Thank you for your question. The answer is No.
The statute says:
C.R.S. 27-65-105. Emergency procedure
(1) Emergency procedure may be invoked under either one of the following two conditions:
(a) (I) When any person appears to have a mental illness and, as a result of such mental illness, appears to be an imminent danger to others or to himself or herself or appears to be gravely disabled, then a person specified in subparagraph (II) of this paragraph (a), each of whom is referred to in this section as the "intervening professional", upon probable cause and with such assistance as may be required, may take the person into custody, or cause the person to be taken into custody, and placed in a facility designated or approved by the executive director for a seventy-two-hour treatment and evaluation.
(II) The following persons may effect a seventy-two-hour hold as provided in subparagraph (I) of this paragraph (a):
(A) A certified peace officer;
(B) A professional person;
(C) A registered professional nurse as defined in section 12-38-103 (11), C.R.S., who by reason of postgraduate education and additional nursing preparation has gained knowledge, judgment, and skill in psychiatric or mental health nursing;
(D) A licensed marriage and family therapist, licensed professional counselor, or addiction counselor licensed under part 5, 6, or 8 of article 43 of title 12, C.R.S., who by reason of postgraduate education and additional preparation has gained knowledge, judgment, and skill in psychiatric or clinical mental health therapy, forensic psychotherapy, or the evaluation of mental disorders; or
(E) A licensed clinical social worker licensed under the provisions of part 4 of article 43 of title 12, C.R.S.
(b) Upon an affidavit sworn to or affirmed before a judge that relates sufficient facts to establish that a person appears to have a mental illness and, as a result of the mental illness, appears to be an imminent danger to others or to himself or herself or appears to be gravely disabled, the court may order the person described in the affidavit to be taken into custody and placed in a facility designated or approved by the executive director for a seventy-two-hour treatment and evaluation. Whenever in this article a facility is to be designated or approved by the executive director, hospitals, if available, shall be approved or designated in each county before other facilities are approved or designated. Whenever in this article a facility is to be designated or approved by the executive director as a facility for a stated purpose and the facility to be designated or approved is a private facility, the consent of the private facility to the enforcement of standards set by the executive director shall be a prerequisite to the designation or approval.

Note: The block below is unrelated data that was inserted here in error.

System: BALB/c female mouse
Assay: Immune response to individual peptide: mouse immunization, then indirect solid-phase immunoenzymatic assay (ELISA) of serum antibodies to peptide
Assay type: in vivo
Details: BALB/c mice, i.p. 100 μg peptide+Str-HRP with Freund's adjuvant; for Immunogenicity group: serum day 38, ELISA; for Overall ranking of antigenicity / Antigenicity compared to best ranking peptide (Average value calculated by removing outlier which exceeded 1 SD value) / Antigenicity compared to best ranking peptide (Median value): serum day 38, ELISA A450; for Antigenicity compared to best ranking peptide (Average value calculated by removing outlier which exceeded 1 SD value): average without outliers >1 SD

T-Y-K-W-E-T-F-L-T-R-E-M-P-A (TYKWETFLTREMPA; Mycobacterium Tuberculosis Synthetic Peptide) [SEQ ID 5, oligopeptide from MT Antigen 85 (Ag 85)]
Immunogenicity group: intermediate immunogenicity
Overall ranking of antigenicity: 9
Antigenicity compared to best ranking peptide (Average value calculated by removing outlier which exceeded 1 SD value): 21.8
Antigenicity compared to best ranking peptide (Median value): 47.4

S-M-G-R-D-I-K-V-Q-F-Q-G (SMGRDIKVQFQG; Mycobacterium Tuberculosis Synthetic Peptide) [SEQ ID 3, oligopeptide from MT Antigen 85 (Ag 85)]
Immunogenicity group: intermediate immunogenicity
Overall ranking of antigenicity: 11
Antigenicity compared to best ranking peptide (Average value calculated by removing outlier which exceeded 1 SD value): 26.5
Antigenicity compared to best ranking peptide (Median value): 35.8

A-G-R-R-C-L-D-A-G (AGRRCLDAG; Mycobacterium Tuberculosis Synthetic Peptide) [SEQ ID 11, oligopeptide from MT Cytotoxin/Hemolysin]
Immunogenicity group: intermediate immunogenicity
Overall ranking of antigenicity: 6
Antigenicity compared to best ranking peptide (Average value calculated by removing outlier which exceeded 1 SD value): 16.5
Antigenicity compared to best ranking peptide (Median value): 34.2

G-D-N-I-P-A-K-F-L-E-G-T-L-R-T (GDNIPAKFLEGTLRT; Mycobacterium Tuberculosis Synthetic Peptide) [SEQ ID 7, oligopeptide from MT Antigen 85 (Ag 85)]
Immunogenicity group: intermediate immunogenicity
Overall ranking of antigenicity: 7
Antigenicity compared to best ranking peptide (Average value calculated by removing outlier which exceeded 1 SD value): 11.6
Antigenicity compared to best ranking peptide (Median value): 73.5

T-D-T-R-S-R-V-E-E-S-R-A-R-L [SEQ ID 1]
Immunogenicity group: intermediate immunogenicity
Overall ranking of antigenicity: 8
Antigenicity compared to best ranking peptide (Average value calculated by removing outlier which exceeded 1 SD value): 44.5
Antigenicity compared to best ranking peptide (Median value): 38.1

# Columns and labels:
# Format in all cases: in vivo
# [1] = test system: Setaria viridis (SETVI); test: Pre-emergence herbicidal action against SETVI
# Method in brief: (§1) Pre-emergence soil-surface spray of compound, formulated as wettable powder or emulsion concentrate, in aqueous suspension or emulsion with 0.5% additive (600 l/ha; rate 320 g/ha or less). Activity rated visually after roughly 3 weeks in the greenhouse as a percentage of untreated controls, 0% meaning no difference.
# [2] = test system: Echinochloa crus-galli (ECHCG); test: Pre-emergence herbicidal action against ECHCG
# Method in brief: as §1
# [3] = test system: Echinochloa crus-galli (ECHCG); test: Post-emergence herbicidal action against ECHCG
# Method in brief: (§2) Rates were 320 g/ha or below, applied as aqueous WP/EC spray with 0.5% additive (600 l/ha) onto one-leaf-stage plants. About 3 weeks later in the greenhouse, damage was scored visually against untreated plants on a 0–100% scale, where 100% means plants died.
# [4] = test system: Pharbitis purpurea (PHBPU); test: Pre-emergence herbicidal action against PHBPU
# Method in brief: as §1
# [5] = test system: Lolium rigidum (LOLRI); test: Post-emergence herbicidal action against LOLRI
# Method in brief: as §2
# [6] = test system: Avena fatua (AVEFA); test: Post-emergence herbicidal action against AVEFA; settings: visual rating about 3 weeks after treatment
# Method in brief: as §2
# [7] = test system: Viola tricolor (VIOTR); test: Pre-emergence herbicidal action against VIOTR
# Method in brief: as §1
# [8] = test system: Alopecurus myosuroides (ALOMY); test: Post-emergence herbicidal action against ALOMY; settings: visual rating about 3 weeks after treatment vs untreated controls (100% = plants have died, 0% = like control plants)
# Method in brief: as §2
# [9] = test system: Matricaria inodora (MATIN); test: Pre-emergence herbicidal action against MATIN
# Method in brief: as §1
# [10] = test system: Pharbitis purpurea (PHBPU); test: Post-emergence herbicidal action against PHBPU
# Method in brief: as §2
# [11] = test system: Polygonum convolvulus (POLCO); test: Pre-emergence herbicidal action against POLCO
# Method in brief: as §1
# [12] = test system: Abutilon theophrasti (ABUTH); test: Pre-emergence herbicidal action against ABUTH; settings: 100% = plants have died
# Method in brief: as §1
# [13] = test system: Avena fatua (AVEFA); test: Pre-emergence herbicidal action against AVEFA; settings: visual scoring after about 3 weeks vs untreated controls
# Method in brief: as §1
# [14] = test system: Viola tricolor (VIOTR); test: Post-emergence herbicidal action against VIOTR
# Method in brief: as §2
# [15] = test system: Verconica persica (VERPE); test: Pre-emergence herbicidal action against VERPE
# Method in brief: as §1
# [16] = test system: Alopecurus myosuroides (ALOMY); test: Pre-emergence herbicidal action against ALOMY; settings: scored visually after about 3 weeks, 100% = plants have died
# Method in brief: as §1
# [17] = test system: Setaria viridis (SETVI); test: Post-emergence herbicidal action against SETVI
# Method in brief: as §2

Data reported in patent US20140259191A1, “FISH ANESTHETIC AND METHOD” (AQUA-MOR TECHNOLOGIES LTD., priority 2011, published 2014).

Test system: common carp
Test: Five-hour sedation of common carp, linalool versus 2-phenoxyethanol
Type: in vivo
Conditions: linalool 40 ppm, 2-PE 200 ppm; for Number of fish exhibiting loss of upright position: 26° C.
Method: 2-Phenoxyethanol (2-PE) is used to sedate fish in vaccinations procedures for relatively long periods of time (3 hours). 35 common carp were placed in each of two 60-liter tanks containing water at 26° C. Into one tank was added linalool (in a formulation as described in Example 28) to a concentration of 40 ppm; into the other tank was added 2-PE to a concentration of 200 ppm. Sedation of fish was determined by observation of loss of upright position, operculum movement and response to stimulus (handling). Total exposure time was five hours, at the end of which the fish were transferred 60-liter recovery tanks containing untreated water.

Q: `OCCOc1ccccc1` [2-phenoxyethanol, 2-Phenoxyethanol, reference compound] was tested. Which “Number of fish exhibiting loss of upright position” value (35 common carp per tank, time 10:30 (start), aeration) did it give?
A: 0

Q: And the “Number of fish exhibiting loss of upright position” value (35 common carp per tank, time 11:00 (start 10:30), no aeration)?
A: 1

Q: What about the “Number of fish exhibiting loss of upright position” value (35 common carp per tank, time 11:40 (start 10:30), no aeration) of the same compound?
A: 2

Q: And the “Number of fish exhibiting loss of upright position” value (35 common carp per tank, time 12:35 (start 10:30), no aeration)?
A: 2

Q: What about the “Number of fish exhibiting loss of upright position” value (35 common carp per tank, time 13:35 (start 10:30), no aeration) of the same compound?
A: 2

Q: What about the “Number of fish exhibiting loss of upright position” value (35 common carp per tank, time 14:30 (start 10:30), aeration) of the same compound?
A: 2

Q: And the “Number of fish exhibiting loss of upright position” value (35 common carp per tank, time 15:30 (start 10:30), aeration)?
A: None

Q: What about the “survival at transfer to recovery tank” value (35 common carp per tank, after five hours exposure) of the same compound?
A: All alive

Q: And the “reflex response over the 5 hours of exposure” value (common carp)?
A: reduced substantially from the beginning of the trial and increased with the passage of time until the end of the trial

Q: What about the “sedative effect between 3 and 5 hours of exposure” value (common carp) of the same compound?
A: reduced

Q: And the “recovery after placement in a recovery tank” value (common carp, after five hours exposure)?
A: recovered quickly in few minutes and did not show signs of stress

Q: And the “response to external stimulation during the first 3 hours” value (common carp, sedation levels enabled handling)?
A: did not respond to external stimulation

(2) (a) When a person is taken into custody pursuant to subsection (1) of this section, such person shall not be detained in a jail, lockup, or other place used for the confinement of persons charged with or convicted of penal offenses; except that such place may be used if no other suitable place of confinement for treatment and evaluation is readily available. In such situation the person shall be detained separately from those persons charged with or convicted of penal offenses and shall be held for a period not to exceed twenty-four hours, excluding Saturdays, Sundays, and holidays, after which time he or she shall be transferred to a facility designated or approved by the executive director for a seventy-two-hour treatment and evaluation. If the person being detained is a juvenile, as defined in section 19-1-103 (68), C.R.S., the juvenile shall be placed in a setting that is nonsecure and physically segregated by sight and sound from the adult offenders. When a person is taken into custody and confined pursuant to this subsection (2), such person shall be examined at least every twelve hours by a certified peace officer, nurse, or physician or by an appropriate staff professional of the nearest designated or approved mental health treatment facility to determine if the person is receiving appropriate care consistent with his or her mental condition.